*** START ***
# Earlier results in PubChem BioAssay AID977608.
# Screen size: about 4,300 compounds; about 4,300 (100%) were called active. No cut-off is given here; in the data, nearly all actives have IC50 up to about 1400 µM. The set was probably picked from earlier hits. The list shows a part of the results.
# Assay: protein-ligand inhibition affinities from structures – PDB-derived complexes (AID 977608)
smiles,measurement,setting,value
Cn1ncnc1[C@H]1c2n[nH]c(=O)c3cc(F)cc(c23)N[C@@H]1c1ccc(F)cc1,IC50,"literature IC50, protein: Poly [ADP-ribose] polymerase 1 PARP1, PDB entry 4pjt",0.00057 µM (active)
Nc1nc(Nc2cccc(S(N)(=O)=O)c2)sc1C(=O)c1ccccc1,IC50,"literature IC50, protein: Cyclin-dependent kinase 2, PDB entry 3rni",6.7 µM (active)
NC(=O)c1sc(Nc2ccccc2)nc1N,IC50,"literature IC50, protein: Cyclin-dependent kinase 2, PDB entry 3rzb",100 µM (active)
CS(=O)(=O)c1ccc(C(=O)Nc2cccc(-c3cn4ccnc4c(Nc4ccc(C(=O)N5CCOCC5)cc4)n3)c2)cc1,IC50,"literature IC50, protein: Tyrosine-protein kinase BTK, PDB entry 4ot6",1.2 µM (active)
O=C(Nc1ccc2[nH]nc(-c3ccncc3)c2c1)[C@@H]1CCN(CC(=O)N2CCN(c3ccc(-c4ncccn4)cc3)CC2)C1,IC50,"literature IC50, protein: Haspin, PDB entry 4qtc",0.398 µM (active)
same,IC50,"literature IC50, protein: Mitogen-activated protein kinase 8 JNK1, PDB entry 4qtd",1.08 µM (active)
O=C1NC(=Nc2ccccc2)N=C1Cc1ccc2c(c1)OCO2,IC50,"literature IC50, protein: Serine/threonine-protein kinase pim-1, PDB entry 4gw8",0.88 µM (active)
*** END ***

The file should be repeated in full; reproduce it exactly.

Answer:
# Earlier results in PubChem BioAssay AID977608.
# Screen size: about 4,300 compounds; about 4,300 (100%) were called active. No cut-off is given here; in the data, nearly all actives have IC50 up to about 1400 µM. The set was probably picked from earlier hits. The list shows a part of the results.
# Assay: protein-ligand inhibition affinities from structures – PDB-derived complexes (AID 977608)
smiles,measurement,setting,value
Cn1ncnc1[C@H]1c2n[nH]c(=O)c3cc(F)cc(c23)N[C@@H]1c1ccc(F)cc1,IC50,"literature IC50, protein: Poly [ADP-ribose] polymerase 1 PARP1, PDB entry 4pjt",0.00057 µM (active)
Nc1nc(Nc2cccc(S(N)(=O)=O)c2)sc1C(=O)c1ccccc1,IC50,"literature IC50, protein: Cyclin-dependent kinase 2, PDB entry 3rni",6.7 µM (active)
NC(=O)c1sc(Nc2ccccc2)nc1N,IC50,"literature IC50, protein: Cyclin-dependent kinase 2, PDB entry 3rzb",100 µM (active)
CS(=O)(=O)c1ccc(C(=O)Nc2cccc(-c3cn4ccnc4c(Nc4ccc(C(=O)N5CCOCC5)cc4)n3)c2)cc1,IC50,"literature IC50, protein: Tyrosine-protein kinase BTK, PDB entry 4ot6",1.2 µM (active)
O=C(Nc1ccc2[nH]nc(-c3ccncc3)c2c1)[C@@H]1CCN(CC(=O)N2CCN(c3ccc(-c4ncccn4)cc3)CC2)C1,IC50,"literature IC50, protein: Haspin, PDB entry 4qtc",0.398 µM (active)
same,IC50,"literature IC50, protein: Mitogen-activated protein kinase 8 JNK1, PDB entry 4qtd",1.08 µM (active)
O=C1NC(=Nc2ccccc2)N=C1Cc1ccc2c(c1)OCO2,IC50,"literature IC50, protein: Serine/threonine-protein kinase pim-1, PDB entry 4gw8",0.88 µM (active)